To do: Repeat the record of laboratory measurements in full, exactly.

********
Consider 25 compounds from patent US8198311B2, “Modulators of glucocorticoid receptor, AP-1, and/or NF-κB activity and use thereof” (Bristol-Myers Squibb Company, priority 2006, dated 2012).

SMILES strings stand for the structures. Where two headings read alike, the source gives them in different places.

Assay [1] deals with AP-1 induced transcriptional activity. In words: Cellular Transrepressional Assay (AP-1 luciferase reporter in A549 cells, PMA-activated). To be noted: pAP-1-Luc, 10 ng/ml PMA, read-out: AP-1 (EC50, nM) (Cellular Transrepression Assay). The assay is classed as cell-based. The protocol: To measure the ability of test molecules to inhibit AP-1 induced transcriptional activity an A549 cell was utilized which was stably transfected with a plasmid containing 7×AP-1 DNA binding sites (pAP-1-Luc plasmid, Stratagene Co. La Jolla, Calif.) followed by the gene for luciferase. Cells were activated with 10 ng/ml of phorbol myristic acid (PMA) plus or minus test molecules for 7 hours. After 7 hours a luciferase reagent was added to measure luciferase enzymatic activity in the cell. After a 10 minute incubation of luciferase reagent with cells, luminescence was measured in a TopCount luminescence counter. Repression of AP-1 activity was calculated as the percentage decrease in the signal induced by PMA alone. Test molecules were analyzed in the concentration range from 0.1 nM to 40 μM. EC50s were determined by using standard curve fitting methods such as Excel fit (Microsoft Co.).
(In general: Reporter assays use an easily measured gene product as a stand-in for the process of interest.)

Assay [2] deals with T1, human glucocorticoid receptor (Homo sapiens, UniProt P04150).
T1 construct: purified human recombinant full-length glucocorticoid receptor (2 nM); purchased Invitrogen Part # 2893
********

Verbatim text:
Consider 25 compounds from patent US8198311B2, “Modulators of glucocorticoid receptor, AP-1, and/or NF-κB activity and use thereof” (Bristol-Myers Squibb Company, priority 2006, dated 2012).

SMILES strings stand for the structures. Where two headings read alike, the source gives them in different places.

Assay [1] deals with AP-1 induced transcriptional activity. In words: Cellular Transrepressional Assay (AP-1 luciferase reporter in A549 cells, PMA-activated). To be noted: pAP-1-Luc, 10 ng/ml PMA, read-out: AP-1 (EC50, nM) (Cellular Transrepression Assay). The assay is classed as cell-based. The protocol: To measure the ability of test molecules to inhibit AP-1 induced transcriptional activity an A549 cell was utilized which was stably transfected with a plasmid containing 7×AP-1 DNA binding sites (pAP-1-Luc plasmid, Stratagene Co. La Jolla, Calif.) followed by the gene for luciferase. Cells were activated with 10 ng/ml of phorbol myristic acid (PMA) plus or minus test molecules for 7 hours. After 7 hours a luciferase reagent was added to measure luciferase enzymatic activity in the cell. After a 10 minute incubation of luciferase reagent with cells, luminescence was measured in a TopCount luminescence counter. Repression of AP-1 activity was calculated as the percentage decrease in the signal induced by PMA alone. Test molecules were analyzed in the concentration range from 0.1 nM to 40 μM. EC50s were determined by using standard curve fitting methods such as Excel fit (Microsoft Co.).
(In general: Reporter assays use an easily measured gene product as a stand-in for the process of interest.)

Assay [2] deals with T1, human glucocorticoid receptor (Homo sapiens, UniProt P04150).
T1 construct: purified human recombinant full-length glucocorticoid receptor (2 nM); purchased Invitrogen Part # 2893